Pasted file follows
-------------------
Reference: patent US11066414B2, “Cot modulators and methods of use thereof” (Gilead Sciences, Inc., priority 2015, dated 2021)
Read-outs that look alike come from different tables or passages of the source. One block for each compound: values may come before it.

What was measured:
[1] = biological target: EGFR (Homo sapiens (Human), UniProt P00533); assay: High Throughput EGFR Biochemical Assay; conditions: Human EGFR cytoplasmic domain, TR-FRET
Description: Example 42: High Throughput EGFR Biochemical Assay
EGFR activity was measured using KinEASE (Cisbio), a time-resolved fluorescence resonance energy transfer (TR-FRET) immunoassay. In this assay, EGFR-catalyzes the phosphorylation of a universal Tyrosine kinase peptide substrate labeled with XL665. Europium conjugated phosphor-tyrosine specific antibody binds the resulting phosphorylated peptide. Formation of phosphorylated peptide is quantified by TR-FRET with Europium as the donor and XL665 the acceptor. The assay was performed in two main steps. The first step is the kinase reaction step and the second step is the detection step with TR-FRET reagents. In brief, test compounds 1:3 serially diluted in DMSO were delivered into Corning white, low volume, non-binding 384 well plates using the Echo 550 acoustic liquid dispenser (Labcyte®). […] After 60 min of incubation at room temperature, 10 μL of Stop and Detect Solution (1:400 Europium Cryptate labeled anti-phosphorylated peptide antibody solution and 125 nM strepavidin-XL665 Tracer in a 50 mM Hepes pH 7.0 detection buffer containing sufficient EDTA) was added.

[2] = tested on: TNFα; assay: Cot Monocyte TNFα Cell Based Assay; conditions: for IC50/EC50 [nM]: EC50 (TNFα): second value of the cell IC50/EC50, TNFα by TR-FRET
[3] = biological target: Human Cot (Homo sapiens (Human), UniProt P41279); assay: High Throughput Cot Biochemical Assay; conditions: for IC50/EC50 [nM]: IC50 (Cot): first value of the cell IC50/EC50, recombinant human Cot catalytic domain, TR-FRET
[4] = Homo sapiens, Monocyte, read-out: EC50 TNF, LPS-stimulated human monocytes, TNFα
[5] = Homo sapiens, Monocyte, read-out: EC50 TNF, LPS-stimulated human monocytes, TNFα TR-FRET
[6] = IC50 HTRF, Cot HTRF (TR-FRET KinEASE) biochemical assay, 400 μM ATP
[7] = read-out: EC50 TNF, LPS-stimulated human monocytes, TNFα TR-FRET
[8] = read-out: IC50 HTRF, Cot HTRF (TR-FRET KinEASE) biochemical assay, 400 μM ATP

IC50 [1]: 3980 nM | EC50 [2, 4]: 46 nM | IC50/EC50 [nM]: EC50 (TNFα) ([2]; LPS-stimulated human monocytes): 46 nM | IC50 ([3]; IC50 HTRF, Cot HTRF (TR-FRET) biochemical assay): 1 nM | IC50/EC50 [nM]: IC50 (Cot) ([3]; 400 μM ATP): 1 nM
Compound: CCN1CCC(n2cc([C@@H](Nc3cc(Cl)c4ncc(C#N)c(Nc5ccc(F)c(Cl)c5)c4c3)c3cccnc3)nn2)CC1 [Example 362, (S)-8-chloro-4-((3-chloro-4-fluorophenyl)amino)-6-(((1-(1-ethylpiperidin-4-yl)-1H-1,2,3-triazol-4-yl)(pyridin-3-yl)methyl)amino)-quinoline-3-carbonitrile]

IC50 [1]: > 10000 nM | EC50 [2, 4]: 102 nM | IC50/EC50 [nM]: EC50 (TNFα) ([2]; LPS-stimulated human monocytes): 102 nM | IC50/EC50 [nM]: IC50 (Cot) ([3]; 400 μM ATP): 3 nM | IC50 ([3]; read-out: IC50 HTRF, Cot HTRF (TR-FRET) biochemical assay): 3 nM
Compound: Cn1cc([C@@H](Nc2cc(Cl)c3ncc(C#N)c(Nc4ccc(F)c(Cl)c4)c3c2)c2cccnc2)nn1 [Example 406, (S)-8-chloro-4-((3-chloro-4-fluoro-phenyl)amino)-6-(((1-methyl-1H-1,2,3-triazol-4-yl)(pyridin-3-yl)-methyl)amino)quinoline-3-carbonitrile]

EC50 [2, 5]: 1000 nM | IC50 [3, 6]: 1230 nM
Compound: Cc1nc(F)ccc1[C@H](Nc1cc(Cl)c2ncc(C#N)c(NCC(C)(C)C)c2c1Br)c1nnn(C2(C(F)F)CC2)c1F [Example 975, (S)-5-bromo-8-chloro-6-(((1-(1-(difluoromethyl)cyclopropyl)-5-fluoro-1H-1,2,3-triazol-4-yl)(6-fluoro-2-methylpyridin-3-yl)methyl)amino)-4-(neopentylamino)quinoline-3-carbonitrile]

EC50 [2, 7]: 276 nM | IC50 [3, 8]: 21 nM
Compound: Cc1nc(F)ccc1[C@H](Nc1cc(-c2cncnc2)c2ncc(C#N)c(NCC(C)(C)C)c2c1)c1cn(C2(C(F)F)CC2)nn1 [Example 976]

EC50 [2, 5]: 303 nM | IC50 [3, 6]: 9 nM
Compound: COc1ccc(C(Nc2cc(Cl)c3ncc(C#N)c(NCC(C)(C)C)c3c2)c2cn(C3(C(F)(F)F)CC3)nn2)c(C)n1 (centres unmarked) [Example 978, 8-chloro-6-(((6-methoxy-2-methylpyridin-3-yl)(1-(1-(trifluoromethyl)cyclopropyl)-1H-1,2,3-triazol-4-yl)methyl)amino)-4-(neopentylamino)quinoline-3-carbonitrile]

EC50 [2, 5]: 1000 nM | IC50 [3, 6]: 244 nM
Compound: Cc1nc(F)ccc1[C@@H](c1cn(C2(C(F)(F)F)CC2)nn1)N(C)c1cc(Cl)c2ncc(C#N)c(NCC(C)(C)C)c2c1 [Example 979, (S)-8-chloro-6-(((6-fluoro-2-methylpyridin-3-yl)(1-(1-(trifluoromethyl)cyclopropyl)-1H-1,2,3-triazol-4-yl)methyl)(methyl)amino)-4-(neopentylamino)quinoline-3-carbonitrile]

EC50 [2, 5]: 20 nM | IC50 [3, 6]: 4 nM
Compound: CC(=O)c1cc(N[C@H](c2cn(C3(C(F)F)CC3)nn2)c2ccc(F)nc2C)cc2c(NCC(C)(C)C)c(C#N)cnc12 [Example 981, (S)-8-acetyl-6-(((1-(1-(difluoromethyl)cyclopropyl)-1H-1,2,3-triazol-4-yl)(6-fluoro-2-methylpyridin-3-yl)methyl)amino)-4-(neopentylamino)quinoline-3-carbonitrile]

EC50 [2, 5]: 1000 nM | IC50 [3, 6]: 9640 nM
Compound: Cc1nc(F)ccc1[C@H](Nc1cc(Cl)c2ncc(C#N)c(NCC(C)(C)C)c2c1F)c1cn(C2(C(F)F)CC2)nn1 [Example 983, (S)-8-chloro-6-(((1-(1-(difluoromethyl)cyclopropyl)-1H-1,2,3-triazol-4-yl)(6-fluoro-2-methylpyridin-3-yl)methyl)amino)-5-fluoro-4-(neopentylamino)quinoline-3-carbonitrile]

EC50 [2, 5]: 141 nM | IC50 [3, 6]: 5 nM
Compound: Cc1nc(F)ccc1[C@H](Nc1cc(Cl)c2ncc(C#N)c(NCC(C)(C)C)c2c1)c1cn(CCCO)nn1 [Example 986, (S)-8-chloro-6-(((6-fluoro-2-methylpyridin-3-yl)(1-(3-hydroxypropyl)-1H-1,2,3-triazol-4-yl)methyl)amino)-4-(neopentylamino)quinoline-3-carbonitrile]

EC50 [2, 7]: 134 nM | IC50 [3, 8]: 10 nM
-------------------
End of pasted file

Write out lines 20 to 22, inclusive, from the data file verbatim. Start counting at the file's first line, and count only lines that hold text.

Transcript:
EC50 [2, 7]: 276 nM | IC50 [3, 8]: 21 nM
Compound: Cc1nc(F)ccc1[C@H](Nc1cc(-c2cncnc2)c2ncc(C#N)c(NCC(C)(C)C)c2c1)c1cn(C2(C(F)F)CC2)nn1 [Example 976]

EC50 [2, 5]: 303 nM | IC50 [3, 6]: 9 nM